I am close to landing a flow check. Turns out, it is super-easy to introduce new analyses into Mozilla due to a very nice build system hooks setup by bsmedberg.
Since coming back from the GCC summit I have forward-ported our GCC patches to GCC trunk. The FSF legal paperwork came through today so I posted the first and biggest patch to the GCC for review.
I am not sure if I mentioned this before, but the C port of Dehydra is somewhat operational. It doesn’t yet have access to function bodies, but type traversal should work. Unfortunately, the C frontend has less features(pretty printing sucks, locations are even less reliable, etc) and thus is less awesome to work with than the C++ frontend.
jst was awesome enough to list some interfaces that need some outparamdelling. The list is here (in the content/ section). This lead me to spent some time making outparamdel’s output prettier. There are still some improvements to be made, and I will be making them in the near future. However if someone is interested in refactoring of this kind land in the near future, they could easily complete outparamdel’s work with some clever scripting and a bit of manual labour. Sure beats doing the entire thing manually. From outparamdel’s perspective last 10% appear to be slightly painful and might take some time.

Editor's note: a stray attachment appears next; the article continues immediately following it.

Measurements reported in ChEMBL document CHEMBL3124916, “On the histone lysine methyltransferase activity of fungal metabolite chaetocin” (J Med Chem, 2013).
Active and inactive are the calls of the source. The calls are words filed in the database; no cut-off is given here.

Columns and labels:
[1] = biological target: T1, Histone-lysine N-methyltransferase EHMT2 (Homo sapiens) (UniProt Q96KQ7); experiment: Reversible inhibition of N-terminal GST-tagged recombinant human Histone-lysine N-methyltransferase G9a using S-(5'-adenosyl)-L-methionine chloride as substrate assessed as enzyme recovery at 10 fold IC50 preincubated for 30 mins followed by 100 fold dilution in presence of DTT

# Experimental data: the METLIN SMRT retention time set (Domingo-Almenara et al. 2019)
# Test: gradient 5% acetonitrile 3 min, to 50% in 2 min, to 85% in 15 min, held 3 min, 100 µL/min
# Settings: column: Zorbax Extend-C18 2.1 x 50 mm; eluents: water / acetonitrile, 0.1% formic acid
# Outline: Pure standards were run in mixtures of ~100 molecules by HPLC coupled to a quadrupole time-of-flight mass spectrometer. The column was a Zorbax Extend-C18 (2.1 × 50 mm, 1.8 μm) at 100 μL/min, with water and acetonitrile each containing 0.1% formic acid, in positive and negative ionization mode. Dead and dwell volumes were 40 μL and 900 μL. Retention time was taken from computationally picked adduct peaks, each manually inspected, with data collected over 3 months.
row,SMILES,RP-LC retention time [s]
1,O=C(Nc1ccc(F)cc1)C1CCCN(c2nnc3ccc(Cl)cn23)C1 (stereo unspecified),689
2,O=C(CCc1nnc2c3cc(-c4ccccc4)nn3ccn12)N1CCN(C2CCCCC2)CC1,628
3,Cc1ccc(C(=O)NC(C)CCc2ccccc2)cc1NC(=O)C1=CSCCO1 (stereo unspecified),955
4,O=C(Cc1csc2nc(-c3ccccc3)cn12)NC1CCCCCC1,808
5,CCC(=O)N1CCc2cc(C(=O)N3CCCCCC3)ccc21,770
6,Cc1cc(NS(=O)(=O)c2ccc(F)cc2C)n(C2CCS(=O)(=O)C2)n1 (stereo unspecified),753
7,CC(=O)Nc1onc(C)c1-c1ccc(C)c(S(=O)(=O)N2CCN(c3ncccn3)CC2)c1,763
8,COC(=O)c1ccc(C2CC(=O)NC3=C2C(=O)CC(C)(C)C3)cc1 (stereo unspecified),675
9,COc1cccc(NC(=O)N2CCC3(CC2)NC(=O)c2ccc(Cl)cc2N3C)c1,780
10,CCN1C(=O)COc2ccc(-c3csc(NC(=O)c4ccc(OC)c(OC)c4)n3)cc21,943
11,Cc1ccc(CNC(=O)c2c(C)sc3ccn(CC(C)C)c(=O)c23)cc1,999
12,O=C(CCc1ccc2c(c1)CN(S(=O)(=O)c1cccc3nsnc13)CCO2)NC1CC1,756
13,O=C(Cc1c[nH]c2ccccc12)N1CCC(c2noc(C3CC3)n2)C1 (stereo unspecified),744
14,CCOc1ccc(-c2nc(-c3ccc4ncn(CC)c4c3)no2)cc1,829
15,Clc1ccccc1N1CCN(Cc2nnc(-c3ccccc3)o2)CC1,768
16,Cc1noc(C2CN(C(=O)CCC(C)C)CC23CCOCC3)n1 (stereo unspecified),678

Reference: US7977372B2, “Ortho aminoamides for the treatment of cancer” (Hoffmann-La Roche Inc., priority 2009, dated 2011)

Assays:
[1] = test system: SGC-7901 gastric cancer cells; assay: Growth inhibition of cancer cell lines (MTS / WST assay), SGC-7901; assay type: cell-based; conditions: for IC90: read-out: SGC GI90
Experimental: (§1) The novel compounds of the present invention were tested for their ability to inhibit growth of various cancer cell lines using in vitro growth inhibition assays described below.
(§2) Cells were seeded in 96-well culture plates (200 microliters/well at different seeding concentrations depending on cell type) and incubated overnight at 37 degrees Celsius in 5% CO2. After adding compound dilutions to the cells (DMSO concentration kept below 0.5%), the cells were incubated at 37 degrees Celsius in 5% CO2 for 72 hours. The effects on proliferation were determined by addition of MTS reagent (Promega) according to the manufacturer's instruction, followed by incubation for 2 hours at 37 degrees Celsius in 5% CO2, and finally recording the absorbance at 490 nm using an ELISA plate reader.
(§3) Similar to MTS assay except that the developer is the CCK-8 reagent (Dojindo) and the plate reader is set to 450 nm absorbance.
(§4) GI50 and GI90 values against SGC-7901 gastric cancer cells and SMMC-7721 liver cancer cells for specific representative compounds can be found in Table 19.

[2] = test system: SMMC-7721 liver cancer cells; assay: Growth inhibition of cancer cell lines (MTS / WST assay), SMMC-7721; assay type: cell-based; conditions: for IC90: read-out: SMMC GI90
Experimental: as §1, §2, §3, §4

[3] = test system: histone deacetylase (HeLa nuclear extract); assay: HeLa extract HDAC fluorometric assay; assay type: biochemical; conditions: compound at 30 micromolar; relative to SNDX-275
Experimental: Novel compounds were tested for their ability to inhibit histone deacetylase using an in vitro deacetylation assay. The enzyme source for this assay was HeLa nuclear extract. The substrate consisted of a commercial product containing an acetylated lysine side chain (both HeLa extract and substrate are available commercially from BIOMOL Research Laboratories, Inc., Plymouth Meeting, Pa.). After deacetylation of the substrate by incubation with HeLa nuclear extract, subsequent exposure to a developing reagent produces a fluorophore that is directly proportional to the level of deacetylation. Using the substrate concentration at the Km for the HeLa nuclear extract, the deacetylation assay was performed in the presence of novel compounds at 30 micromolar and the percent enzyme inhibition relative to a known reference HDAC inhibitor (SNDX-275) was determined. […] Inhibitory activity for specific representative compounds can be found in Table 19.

Here is a patch that takes about 30seconds to produce.
Another exciting aspect of this is that a certain emacs wizard has confirmed that it would be possible to feed emacs such a patch file and have it correct indentation for the affected areas only.
I am also very excited that a certain volunteer came forward and decided to start improving some of the stomach-turning areas of Pork. Hopefully in the near future we’ll modernize the C++ a little bit and a user’s first reaction wont be: “What the hell, why can’t I do ‘using namespace std;’”.
To this end I have filed a bug to write a renamer tool so we can dogfood renaming of unfortunately named pieces of code.
The plan is to have some sort of a minisession on our static analysis efforts at Mozilla. So if you are attending OSCON and are interested in doing exciting things to depressingly large amounts of code, drop me a line.